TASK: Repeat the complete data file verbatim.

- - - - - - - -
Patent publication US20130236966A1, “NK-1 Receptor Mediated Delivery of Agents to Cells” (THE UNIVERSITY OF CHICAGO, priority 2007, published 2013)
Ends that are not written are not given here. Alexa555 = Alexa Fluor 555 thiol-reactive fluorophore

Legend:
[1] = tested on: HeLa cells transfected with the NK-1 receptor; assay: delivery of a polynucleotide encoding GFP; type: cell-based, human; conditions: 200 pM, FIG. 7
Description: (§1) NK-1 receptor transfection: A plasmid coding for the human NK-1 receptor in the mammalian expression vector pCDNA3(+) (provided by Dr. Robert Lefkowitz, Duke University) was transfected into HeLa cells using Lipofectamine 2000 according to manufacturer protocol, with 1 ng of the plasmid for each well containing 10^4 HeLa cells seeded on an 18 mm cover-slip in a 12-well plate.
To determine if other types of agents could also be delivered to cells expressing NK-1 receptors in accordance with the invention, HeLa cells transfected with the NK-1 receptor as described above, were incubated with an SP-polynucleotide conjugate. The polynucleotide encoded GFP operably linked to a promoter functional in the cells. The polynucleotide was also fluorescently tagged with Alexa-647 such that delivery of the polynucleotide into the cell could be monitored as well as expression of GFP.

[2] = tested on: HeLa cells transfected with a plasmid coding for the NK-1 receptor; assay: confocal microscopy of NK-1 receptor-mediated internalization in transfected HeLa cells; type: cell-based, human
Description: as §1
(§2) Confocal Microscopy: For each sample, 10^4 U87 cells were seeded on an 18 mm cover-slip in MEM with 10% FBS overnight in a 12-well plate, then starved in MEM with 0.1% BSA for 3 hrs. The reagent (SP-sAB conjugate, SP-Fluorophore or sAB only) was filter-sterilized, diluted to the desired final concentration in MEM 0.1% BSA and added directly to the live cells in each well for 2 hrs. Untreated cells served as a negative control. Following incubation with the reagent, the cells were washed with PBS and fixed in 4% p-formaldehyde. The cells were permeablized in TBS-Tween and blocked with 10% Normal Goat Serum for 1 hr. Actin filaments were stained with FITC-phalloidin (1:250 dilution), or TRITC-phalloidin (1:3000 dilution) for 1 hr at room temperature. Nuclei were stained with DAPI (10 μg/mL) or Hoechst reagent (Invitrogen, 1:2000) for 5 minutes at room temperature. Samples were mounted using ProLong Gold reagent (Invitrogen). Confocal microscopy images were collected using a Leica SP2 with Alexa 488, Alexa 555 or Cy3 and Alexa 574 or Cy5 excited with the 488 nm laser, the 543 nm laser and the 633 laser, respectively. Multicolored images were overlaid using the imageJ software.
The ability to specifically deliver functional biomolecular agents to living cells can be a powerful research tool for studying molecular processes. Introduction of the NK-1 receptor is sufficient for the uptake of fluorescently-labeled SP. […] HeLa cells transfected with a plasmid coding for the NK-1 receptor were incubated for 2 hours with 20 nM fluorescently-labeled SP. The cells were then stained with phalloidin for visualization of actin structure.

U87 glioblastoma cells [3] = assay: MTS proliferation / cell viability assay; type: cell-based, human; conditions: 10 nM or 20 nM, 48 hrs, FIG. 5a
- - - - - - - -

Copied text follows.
Patent publication US20130236966A1, “NK-1 Receptor Mediated Delivery of Agents to Cells” (THE UNIVERSITY OF CHICAGO, priority 2007, published 2013)
Ends that are not written are not given here. Alexa555 = Alexa Fluor 555 thiol-reactive fluorophore

Legend:
[1] = tested on: HeLa cells transfected with the NK-1 receptor; assay: delivery of a polynucleotide encoding GFP; type: cell-based, human; conditions: 200 pM, FIG. 7
Description: (§1) NK-1 receptor transfection: A plasmid coding for the human NK-1 receptor in the mammalian expression vector pCDNA3(+) (provided by Dr. Robert Lefkowitz, Duke University) was transfected into HeLa cells using Lipofectamine 2000 according to manufacturer protocol, with 1 ng of the plasmid for each well containing 10^4 HeLa cells seeded on an 18 mm cover-slip in a 12-well plate.
To determine if other types of agents could also be delivered to cells expressing NK-1 receptors in accordance with the invention, HeLa cells transfected with the NK-1 receptor as described above, were incubated with an SP-polynucleotide conjugate. The polynucleotide encoded GFP operably linked to a promoter functional in the cells. The polynucleotide was also fluorescently tagged with Alexa-647 such that delivery of the polynucleotide into the cell could be monitored as well as expression of GFP.

[2] = tested on: HeLa cells transfected with a plasmid coding for the NK-1 receptor; assay: confocal microscopy of NK-1 receptor-mediated internalization in transfected HeLa cells; type: cell-based, human
Description: as §1
(§2) Confocal Microscopy: For each sample, 10^4 U87 cells were seeded on an 18 mm cover-slip in MEM with 10% FBS overnight in a 12-well plate, then starved in MEM with 0.1% BSA for 3 hrs. The reagent (SP-sAB conjugate, SP-Fluorophore or sAB only) was filter-sterilized, diluted to the desired final concentration in MEM 0.1% BSA and added directly to the live cells in each well for 2 hrs. Untreated cells served as a negative control. Following incubation with the reagent, the cells were washed with PBS and fixed in 4% p-formaldehyde. The cells were permeablized in TBS-Tween and blocked with 10% Normal Goat Serum for 1 hr. Actin filaments were stained with FITC-phalloidin (1:250 dilution), or TRITC-phalloidin (1:3000 dilution) for 1 hr at room temperature. Nuclei were stained with DAPI (10 μg/mL) or Hoechst reagent (Invitrogen, 1:2000) for 5 minutes at room temperature. Samples were mounted using ProLong Gold reagent (Invitrogen). Confocal microscopy images were collected using a Leica SP2 with Alexa 488, Alexa 555 or Cy3 and Alexa 574 or Cy5 excited with the 488 nm laser, the 543 nm laser and the 633 laser, respectively. Multicolored images were overlaid using the imageJ software.
The ability to specifically deliver functional biomolecular agents to living cells can be a powerful research tool for studying molecular processes. Introduction of the NK-1 receptor is sufficient for the uptake of fluorescently-labeled SP. […] HeLa cells transfected with a plasmid coding for the NK-1 receptor were incubated for 2 hours with 20 nM fluorescently-labeled SP. The cells were then stained with phalloidin for visualization of actin structure.

U87 glioblastoma cells [3] = assay: MTS proliferation / cell viability assay; type: cell-based, human; conditions: 10 nM or 20 nM, 48 hrs, FIG. 5a